The worst part is that most Americans would see this statistic as a positive.

Thu, 01 Dec 2011 20:22:05 UTC | #894814

Philoctetes                                        's Avatar Comment 13 by Philoctetes

On the other hand it indicates that 123 million people in the US DO Accept evolution, that is about twice the total population of the UK and by any standards quite a lot of people and it is also probably an underestimate.

Ok, still a lot still needs to be done, but it helps to think positively, who really wants to get depressed about the number of total schmucks in the world?

Thu, 01 Dec 2011 22:25:04 UTC | #894866

Austin K's Avatar Comment 14 by Austin K

Where is Canada on that list?

Fri, 02 Dec 2011 00:12:48 UTC | #894896

dansam's Avatar Comment 15 by dansam

WRONG!!! The "average person's" definition of evolution won't be anything even close to the confused/incorrect but somewhat informed response "the change in the genetic frequency of a population over time". I submit that the average person would (amazingly) say something like "Evolution? Oh! that's a bad anti-god idea that humans are just like animals!".

It makes me sad.

Fri, 02 Dec 2011 02:24:31 UTC | #894918

prettygoodformonkeys's Avatar Comment 16 by prettygoodformonkeys

Comment 9 by ZenDruid

I humbly suggest that the term 'principle' be used rather than 'theory'.

I heartily agree; language is everything. The principle of Evolution.

Comment 13 by /////////////////////////////////////////

123 million people in the US DO Accept evolution, that is about twice the total population of the UK

Excellent point. Thanks for that.

Fri, 02 Dec 2011 02:35:26 UTC | #894920

waynelynch69's Avatar Comment 17 by waynelynch69

"Irreducible complexity would wreck evolution" (Richard Dawkins). Is the conversion from non-life to life irreducibly complex? WHAT would motivate C-H-N-O to "adaptively" morph toward perishable, pain sentient, needy, life? WHAT empiricism is Dawkins citing? Please! not eucaryotic cells...NO ONE struggles to imagine 'half a eucaryotic' cell. NO ONE can suggest 'half a life'. Same thing as 'half a consciousness' Anyone remember his rhetorical flourish? "Do they even read their own book?"
WELL!! Do you...?

Fri, 02 Dec 2011 03:50:48 UTC | #894924

BanJoIvie's Avatar Comment 18 by BanJoIvie

Comment 17 by waynelynch69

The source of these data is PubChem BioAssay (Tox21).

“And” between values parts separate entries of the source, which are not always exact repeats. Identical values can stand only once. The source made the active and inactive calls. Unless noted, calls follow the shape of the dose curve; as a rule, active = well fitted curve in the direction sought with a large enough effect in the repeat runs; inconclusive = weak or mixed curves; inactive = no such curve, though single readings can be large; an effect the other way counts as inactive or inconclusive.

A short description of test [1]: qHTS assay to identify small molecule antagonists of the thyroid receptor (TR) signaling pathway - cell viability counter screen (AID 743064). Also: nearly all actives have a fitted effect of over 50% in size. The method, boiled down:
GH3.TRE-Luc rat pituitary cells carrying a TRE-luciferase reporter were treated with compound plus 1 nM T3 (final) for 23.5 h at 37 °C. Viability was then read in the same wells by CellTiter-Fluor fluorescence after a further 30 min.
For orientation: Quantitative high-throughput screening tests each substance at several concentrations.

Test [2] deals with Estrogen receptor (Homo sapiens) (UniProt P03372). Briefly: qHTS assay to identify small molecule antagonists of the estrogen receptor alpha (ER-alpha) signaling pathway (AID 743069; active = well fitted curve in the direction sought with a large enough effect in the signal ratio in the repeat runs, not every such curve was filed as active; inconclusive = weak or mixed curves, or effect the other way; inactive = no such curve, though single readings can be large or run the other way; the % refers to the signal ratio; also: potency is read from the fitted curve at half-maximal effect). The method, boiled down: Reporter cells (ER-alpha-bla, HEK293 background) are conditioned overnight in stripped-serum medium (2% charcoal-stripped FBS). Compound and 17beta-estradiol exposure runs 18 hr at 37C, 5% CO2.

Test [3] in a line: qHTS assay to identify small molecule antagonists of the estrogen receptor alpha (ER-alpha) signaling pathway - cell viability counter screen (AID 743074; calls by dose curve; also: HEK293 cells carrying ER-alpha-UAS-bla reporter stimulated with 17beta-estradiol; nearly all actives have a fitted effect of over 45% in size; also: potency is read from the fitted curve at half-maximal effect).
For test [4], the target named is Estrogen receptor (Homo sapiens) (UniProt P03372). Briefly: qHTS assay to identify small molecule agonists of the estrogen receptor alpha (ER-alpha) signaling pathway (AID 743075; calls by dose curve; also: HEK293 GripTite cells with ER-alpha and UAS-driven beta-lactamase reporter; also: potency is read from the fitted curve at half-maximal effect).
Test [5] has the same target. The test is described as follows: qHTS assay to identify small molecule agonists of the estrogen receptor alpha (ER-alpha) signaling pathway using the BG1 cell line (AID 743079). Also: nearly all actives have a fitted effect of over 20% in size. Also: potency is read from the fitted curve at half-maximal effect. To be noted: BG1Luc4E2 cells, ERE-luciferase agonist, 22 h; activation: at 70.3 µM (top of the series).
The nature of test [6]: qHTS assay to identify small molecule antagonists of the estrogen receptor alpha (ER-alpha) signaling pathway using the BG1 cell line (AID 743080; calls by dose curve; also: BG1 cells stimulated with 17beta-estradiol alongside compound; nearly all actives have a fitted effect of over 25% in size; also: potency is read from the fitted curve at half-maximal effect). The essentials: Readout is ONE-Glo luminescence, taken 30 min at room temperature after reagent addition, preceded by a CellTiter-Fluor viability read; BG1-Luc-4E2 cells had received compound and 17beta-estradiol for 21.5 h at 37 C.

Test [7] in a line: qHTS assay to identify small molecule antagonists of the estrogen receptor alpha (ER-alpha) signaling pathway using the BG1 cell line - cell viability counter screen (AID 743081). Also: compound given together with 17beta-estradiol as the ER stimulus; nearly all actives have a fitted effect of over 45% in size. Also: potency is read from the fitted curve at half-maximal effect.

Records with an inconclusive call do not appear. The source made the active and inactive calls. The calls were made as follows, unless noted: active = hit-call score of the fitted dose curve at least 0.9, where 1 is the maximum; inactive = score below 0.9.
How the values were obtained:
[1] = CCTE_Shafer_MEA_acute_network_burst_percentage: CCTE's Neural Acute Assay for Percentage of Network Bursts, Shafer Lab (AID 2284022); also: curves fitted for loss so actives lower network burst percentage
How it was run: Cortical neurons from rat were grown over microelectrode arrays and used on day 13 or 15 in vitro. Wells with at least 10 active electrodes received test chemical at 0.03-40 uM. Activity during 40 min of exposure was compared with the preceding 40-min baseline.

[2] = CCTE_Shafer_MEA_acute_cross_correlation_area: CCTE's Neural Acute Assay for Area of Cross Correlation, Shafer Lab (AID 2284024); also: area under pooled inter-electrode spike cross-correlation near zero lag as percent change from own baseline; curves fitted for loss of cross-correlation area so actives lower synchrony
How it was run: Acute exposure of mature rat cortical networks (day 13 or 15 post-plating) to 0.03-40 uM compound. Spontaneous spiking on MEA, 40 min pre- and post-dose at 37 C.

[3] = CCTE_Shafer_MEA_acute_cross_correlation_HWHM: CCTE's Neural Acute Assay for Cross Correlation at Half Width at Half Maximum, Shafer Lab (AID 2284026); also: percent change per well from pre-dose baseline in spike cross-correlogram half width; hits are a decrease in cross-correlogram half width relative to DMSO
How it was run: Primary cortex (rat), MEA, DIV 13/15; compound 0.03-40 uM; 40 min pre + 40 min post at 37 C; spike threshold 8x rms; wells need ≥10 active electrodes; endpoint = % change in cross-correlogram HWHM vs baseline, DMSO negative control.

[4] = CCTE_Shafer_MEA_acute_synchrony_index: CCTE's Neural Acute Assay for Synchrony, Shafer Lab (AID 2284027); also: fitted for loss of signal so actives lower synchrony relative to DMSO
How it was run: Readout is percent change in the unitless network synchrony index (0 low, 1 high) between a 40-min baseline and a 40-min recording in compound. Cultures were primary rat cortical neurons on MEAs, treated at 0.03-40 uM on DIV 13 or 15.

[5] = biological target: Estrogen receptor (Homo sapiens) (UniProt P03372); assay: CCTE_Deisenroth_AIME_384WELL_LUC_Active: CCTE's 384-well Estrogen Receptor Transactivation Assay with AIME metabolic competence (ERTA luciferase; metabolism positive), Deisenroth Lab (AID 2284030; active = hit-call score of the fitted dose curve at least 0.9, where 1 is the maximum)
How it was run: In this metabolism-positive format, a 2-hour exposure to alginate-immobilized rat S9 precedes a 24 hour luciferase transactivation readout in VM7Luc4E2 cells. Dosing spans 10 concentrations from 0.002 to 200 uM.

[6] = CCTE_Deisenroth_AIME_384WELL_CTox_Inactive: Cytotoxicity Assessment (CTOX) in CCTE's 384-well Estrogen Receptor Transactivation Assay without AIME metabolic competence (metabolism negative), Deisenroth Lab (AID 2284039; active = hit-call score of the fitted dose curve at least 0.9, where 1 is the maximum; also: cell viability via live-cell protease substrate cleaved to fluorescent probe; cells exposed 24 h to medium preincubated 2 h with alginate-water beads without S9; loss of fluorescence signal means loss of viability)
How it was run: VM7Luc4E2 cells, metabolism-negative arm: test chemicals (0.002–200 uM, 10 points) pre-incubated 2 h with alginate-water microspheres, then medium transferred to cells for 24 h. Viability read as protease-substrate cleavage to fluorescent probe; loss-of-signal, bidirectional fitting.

Abiogenesis is completely separate from evolution. The theory of evolution has absolutely nothing to say about "the conversion from non-life to life." One of the necessary conditions for evolution to occur is self-replication. By definition therefor, non-living matter did not evolve into living matter.

At some point since the big bang, matter at at least one point in our universe must have changed from a state incapable of self-replication to one with that capability. We know this by simple inductive reasoning, but have no empiracle evidence yet to tell us just what sort of circumstances facilitated that change. Whatever process was responsible though, it definitely was not evolution.

Therefore the "quote" which you attribute to Professor Dawkins (without giving any context or even mentioning source) has no relevance to "the conversion from non-life to life." Even if the first self replicating molecule could be definitively proven to be "irreducibly complex" (which I'm not even sure is a coherent concept) such a proof would have zero impact upon the theory of evolution by natural selection, since it only describes how already living matter changes in response to environmental pressures with repeated copying.

Fri, 02 Dec 2011 04:33:55 UTC | #894928

Ignorant Amos's Avatar Comment 19 by Ignorant Amos

Comment 17 by waynelynch69

And half a soul, don't forget half a soul, like what a twin gets.

Creationism meets the protocell - Abiogenesis

Fri, 02 Dec 2011 05:35:00 UTC | #894939

Alan4discussion's Avatar Comment 20 by Alan4discussion

Comment 17 by waynelynch69

WHAT would motivate C-H-N-O to "adaptively" morph toward perishable, pain sentient, needy, life?

Nuclear fusion, stellar and inter-stellar radiation.

Followed by biochemical processes, abiogenesis and evolution.

NO ONE can suggest 'half a life'. Same thing as 'half a consciousness'

But most people here can recognise half an argument from ignorance"

Anyone remember his rhetorical flourish? "Do they even read their own book?"

Clearly book reading of science is not involved in composing the comment @69!

BTW The actions of atoms and molecules are governed the laws of physics, not "motivation"!

Fri, 02 Dec 2011 11:04:21 UTC | #894990

nancynancy's Avatar Comment 21 by nancynancy

What I find depressing is that there isn't a single country in which at least 90% of the population accepts evolution as a fact.

Fri, 02 Dec 2011 18:43:00 UTC | #895094

Red Dog's Avatar Comment 22 by Red Dog

Not that we need to get more depressed but here is a quote from Woodrow Wilson (president of the US 1913 -- 1921)

"Of course, like every other man of intelligence and education I do believe in organic evolution. It surprises me that at this late date such questions should be raised."

    Letter to Winterton C. Curtis (29 August 1922)

Its sad how far we haven't come in almost 100 years.

Fri, 02 Dec 2011 20:53:23 UTC | #895127

DavidMcC's Avatar Comment 23 by DavidMcC

Comment 18 by BanJoIvie

We know this by simple inductive reasoning, but have no empiracle evidence yet to tell us just what sort of circumstances facilitated that change.

But we've got a pretty good idea from the PNA-RNA-DNA hypothesis discussed in old threads.

Mon, 05 Dec 2011 10:59:56 UTC | #895818